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AG Yost announces sentencing in Coshocton County gift card counterfeiting scheme

Ohio Attorney General's Office, Press Release

A Chinese citizen linked to a major gift-card counterfeiting operation that targeted Coshocton-area consumers has been sentenced to four to six years in prison for engaging in a pattern of corrupt activity, Ohio Attorney General Dave Yost announced recently.

Ming Xue, 32, of Hunan, in the Fujian Province, also faced 308 felony counts of counterfeiting, but those charges were combined with the single charge for which Xue was sentenced recently in Coshocton County Common Pleas Court.

Yost applauded the sentence, saying it should make other scammers think twice about ripping off consumers.

“This is a stark reminder to bad actors: We won’t let you cash in on deceit,” Yost said. “Special thanks to the Coshocton County Sheriff’s Office and the Prosecutor’s Office for their work in securing justice.”

The sentencing follows a grand jury indictment of Xue in January. The 309 charges in the indictment stemmed from his arrest the previous month at a store in Coshocton after deputies apprehended him for hiding unloaded gift cards on his body. The deputies happened to be in the store for the annual Shop with a Cop program for needy children.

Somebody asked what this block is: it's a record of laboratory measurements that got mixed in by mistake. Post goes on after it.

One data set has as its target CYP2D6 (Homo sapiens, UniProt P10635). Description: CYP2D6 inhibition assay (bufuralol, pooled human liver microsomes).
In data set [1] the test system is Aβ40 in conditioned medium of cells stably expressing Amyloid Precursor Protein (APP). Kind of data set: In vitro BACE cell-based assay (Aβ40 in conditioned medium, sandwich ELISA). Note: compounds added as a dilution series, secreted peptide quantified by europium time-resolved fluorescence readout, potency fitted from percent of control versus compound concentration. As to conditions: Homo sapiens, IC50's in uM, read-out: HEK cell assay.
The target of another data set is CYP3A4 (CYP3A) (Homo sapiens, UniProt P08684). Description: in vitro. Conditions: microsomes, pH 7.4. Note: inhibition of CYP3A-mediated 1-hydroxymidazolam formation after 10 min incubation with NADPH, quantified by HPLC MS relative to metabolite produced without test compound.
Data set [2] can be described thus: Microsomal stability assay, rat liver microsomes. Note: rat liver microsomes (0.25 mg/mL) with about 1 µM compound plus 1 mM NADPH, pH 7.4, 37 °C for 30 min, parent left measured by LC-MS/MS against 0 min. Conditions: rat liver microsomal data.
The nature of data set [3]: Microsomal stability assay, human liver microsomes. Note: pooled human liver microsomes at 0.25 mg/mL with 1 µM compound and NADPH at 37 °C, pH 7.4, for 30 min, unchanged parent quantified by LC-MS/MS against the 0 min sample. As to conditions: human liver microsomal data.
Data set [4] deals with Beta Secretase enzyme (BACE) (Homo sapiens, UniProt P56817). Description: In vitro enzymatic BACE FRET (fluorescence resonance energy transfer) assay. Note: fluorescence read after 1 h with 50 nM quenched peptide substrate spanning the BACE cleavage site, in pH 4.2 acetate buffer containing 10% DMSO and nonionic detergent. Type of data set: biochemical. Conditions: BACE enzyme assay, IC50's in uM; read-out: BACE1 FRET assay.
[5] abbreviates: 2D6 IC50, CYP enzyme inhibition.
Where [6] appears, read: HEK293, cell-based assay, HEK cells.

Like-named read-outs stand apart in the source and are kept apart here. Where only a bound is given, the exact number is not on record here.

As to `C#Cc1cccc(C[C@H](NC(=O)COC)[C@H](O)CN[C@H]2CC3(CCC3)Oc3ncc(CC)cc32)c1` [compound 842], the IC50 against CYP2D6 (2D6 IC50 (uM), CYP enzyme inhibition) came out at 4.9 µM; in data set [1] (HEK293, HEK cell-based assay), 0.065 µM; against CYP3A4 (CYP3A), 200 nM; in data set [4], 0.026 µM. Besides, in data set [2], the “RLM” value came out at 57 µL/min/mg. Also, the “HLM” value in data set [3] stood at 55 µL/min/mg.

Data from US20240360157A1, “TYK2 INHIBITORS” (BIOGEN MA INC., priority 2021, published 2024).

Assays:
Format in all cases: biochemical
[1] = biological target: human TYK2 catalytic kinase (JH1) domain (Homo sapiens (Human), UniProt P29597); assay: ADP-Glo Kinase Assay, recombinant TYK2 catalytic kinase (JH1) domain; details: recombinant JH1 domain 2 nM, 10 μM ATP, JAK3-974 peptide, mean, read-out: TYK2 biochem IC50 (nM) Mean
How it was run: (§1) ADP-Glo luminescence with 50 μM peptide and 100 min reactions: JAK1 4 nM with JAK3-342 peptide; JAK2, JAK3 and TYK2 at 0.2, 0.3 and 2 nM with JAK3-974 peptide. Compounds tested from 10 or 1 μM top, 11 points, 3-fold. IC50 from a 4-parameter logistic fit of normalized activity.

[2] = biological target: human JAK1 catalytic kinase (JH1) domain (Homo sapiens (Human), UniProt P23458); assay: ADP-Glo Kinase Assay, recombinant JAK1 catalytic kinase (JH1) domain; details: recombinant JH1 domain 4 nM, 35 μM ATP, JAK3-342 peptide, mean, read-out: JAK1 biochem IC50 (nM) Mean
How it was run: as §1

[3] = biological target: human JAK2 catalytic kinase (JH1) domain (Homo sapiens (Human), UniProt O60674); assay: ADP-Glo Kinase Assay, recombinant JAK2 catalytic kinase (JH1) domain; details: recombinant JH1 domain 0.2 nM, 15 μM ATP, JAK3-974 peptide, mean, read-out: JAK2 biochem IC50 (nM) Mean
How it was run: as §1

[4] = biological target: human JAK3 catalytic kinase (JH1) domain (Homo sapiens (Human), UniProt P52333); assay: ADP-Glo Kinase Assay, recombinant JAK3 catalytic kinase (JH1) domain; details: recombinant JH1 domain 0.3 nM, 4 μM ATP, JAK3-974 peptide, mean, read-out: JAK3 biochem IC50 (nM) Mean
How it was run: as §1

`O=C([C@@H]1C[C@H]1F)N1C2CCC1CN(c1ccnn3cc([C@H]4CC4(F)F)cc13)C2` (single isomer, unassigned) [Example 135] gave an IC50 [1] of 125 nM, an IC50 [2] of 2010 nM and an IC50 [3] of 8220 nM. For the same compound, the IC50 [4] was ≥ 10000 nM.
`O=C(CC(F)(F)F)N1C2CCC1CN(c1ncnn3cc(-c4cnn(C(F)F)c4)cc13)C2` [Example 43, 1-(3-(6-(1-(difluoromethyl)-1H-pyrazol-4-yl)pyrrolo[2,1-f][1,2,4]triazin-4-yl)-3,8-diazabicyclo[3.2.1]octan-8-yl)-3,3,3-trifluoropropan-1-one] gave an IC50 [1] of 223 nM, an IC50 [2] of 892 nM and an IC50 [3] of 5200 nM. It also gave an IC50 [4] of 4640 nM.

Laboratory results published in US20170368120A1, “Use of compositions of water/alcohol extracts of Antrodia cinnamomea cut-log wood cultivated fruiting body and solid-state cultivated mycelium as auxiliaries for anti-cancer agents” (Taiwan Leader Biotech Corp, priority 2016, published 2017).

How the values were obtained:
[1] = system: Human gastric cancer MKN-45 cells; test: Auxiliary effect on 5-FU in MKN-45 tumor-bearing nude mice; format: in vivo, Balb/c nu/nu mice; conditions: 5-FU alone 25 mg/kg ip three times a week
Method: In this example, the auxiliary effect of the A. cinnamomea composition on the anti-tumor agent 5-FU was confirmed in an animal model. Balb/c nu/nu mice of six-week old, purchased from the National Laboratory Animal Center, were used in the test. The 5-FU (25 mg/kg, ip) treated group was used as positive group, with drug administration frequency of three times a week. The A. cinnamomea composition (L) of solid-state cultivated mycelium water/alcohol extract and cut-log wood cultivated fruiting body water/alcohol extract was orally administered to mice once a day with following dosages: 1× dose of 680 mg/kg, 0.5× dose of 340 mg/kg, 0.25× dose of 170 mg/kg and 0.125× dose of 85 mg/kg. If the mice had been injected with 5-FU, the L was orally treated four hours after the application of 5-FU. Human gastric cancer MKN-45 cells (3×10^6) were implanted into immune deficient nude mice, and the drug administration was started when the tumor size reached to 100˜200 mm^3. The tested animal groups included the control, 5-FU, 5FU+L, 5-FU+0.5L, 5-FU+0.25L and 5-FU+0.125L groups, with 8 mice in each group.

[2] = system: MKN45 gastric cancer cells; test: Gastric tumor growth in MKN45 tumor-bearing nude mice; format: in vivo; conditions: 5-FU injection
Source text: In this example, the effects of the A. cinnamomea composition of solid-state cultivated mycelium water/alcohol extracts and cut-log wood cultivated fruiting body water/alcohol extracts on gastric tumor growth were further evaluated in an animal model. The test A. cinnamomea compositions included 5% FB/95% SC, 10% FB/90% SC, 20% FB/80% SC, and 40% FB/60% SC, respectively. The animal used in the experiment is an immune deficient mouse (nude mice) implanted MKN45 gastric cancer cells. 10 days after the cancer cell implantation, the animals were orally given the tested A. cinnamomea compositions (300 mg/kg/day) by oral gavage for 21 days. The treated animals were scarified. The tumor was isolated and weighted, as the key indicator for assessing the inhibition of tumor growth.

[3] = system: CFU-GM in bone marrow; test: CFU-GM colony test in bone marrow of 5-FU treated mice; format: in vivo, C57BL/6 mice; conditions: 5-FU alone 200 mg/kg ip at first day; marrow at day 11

Further investigation uncovered hundreds of other gift cards in Xue’s vehicle, which eventually revealed a broader scheme that remains under investigation. Xue was found to have stolen unloaded gift cards, altered them, and then returned them to display racks at various stores in the area. When consumers bought the altered gift cards and money was loaded on them, Xue and his associates stole the money.

In addition to his prison sentence, Xue was ordered to pay $161.39 to cover the cost of the unloaded gift cards.

The case was prosecuted by the office of Coshocton County Prosecutor Ben Hall, with assistance from the Economic Crimes Unit of the Consumer Protection Section, the Bureau of Criminal Investigation and the Ohio Organized Crime Investigation Commission (OOCIC) – all part of AG Yost’s office.

“The state aggressively prosecuted Mr. Ming Xue, seeking what is likely the largest indictment in Coshocton County history. Hopefully, this criminal enterprise will decide that the cost of operation in Coshocton County is too high,” said Hall. “I would like to thank the Attorney General’s Office, the OOCIC and Det. Sgt. Seth Andrews of the Coshocton County Sheriff’s Office for their dedication during the investigation and prosecution of this case.”

To avoid falling victim to similar scams, Yost’s Consumer team urges Ohioans to take the following precautions when purchasing gift cards:

• Check the PIN: Ensure that the PIN on the back of the card hasn’t been scratched off or tampered with. Check whether the security film is crooked or has air bubbles, as this may indicate tampering.

• Track delivery: Monitor the delivery of gift cards via the U.S. Postal Service to prevent theft or accidental disposal. When mailing gift cards, consider taking them directly to the post office.

• Consider electronic options: Sending electronic gift cards to a verified email address or phone number can reduce the risk of physical theft.

Consumers who suspect a scam or encounter unfair business practices should contact the Ohio Attorney General’s Office at or call 800-282-0515.

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